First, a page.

Author : Jason Verch

Fred sat quietly as they finished attaching the myriad of sensors to him. Dr. Samuels, the man in charge of the experiment, fitted an oxygen mask over his face and said, “That’s everything.”

“Don’t worry,” Dr. Samuels said, “we’ve got everything covered. Heart rate, respiration, brain activity, real time blood analysis. If anything goes wrong we’ll know immediately and bring you out of it.”

“You know Doc,” Fred said, “when I joined the space program I thought I’d be visiting Alpha Centauri or something. I didn’t think I’d by lying in a hospital bed on Earth.”

“Oh come on, all that ‘space – the final frontier’ stuff is so cliché’. We send men into space every day, that’s not pioneering any more, this is exciting, you are entering the inner frontier” the doctor assured him. He picked a needle up off a nearby table and injected a milky substance into the IV bag attached to Fred’s arm. “Try the relaxation exercises we talked about, they should help.”

All his training in the space program, all his time in combat with the special forces, and what did they want him to do? Lie still and try to relax. He tried the breathing exercises. He tried counting backwards from a thousand. Hell, he even imagined he was in his happy place. Anything he could do to relax, but he still felt fully alert, and tense. Finally, despite himself, the drugs started to take hold. He slowly felt reality slipping away. Just as everything went black, he had one final thought: This must be what it is like to die.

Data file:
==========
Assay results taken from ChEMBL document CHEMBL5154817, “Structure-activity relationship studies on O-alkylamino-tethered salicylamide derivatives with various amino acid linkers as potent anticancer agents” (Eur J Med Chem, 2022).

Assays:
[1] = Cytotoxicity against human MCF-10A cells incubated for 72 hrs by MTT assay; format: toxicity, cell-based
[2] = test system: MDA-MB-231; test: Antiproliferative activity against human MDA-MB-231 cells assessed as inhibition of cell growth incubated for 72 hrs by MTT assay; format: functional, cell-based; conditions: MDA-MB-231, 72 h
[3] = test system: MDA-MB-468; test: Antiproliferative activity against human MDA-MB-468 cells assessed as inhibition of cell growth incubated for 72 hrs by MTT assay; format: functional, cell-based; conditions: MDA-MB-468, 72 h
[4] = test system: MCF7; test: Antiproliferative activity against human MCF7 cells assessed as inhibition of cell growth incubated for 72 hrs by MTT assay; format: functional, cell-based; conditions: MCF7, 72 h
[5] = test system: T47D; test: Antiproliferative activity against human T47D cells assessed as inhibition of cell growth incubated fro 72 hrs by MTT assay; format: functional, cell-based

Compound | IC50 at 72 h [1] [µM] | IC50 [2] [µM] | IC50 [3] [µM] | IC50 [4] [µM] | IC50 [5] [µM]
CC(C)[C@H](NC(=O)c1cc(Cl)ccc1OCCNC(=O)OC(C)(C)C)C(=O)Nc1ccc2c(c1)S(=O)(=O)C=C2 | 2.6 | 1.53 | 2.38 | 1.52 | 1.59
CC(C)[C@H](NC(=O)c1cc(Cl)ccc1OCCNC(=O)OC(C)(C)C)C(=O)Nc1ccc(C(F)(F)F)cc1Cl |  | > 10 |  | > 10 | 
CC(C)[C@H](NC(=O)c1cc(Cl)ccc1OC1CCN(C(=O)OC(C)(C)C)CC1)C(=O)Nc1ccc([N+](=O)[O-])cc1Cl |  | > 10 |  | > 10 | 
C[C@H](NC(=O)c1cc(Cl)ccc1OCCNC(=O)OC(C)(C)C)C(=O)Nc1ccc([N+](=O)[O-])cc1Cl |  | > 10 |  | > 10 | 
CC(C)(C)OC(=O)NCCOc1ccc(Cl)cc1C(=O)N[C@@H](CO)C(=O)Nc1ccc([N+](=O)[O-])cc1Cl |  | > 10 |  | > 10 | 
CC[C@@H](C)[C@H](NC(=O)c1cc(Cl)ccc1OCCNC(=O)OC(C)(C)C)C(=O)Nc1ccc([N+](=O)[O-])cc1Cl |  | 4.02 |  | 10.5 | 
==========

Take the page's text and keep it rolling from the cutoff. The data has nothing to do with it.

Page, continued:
In the next room, an assortment of doctors and scientists watched the sensor outputs. “Respiration and heartbeat steady. Look at the pattern of this brain activity, it’s unbelievable. We have definite success.” Dr. Samuels said. A few of the other men in the room exchanged handshakes; some patted the doctor on the back. They all seemed relieved.

“Doctor, are you sure we should continue?” the program director asked. Nearly an hour had passed since the start of the experiment.

“He is in no danger. He appears lifeless but his brain and body are functioning perfectly. Remember, there was a time when sessions of 10 hours or more were considered quite normal.” Dr. Samuels responded.

“Yes but that was thousands of years ago, nobody has tried this in recent history.”

“Exactly, so every minute of data we can collect is incredibly valuable.”

“Another 15 minutes, then bring him out of it. We can extend it for the next session.”

“But sir if we -” the doctor cut himself off. The argument was moot; the monitors went crazy with activity as Fred shot up in his bed and shouted, “It’s coming right at us!”

Dr. Samuels rushed to his side, “It’s ok Fred. It wasn’t real. You are in the hospital, the experiment was a success, just relax. Here, drink this,” he handed Fred a cup containing a hot black liquid “It should help with the after effects.”

Fred took a few tentative sips, he didn’t care for it much, it was bitter and earthy, but it did seem to help clear the fog from his mind.

“What is this?”

“It’s an ancient traditional remedy made from ground beans. It is called ‘coffee’.”

“Interesting.” Fred murmured.

“So tell me,” Dr. Samuels said excitedly, “What was it like? How did it feel? You are going to be a famous man you know. Just think, you are the first human being to sleep in over two thousand years!”

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